"Independent of the subject matter or medium, mastering of the technique is at the heart of my works."
“In 1956, as a young graduate of L’Ecole du Louvre, I boarded a train to Venice and sailed across two seas to Lebanon where I would begin my archaeological fieldwork on the Bronze Age at Byblos. I had no idea then that my scholarly studies would soon be overshadowed by the challenges and opportunities of a new creative path. Painting was, as it is today, at the heart of my life. Following an exhibition of my paintings, woodcuts and drawings at the Centre d’Etudes Supérieures in Beirut, I was contacted by Emir F. Chehab who asked if I would like to contribute to the revival of Lebanese handicrafts.
Although tapestry was relatively new to me, I was aware of the role played by Jean Lurçat in the revival of tapestry. For the next three years, I relied upon the expertise of the traditional weavers of Zouk Mikael. I increased the width of the looms from 80 cm to 140 cm, so that it became possible to execute basse-lisse wall tapestries of all dimensions, while keeping the shuttle and the large comb. I created life-size cartoons with numbers corresponding to the colours so that the weavers could interpret my cartoons in wool that I acquired from Aubusson. It was also important to establish a genuine collaboration with the weavers early on; their skill and perseverance were crucial to the success of the enterprise.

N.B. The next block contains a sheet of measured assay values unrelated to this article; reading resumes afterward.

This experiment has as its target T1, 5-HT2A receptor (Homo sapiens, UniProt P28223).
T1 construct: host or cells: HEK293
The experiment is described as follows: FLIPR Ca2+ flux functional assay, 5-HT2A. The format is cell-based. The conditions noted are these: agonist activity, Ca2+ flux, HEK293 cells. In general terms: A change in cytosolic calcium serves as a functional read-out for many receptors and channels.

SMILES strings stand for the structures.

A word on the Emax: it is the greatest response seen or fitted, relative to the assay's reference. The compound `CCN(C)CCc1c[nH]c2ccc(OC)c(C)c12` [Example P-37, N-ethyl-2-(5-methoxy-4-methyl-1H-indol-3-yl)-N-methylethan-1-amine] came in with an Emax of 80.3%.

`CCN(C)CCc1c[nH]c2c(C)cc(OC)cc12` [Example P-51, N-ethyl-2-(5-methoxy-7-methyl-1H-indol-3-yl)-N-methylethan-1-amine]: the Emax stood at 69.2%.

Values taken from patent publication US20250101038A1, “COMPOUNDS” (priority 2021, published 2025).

In 1960, a first exhibition of wall tapestries took place at UNESCO in Beirut. Of the eleven works on display, “The Fisherman” was by far the most ambitious in terms of size (140 cm x 220 cm) and composition. Over the next fifteen years, I collaborated with head weaver Antoine Saadé and his team to produce nineteen more wall tapestries. I introduced a new weaving technique that averted the troublesome “slits” resulting from colour changes on the loom. I chose the "petit point” for a tighter weft and contrary to the prevailing preference for series, I decided to create a single tapestry per cartoon. In the 1970s, I met Picart le Doux, who became a friend, offering encouragement in my endeavours.
In 1965, I created the first tapestry entirely woven in silk (warp and weft). I entitled this 110 cm x 160 cm piece La corbeille de fleurs. For the next ten years, I exhibited wall tapestries in Beirut, as well as in Evreux, La Baronnie de Douvres-la Délivrande and Bordeaux in France.”
This review was published by Circle Foundation for the Arts © CFA Press ∙ Images are courtesy of the artist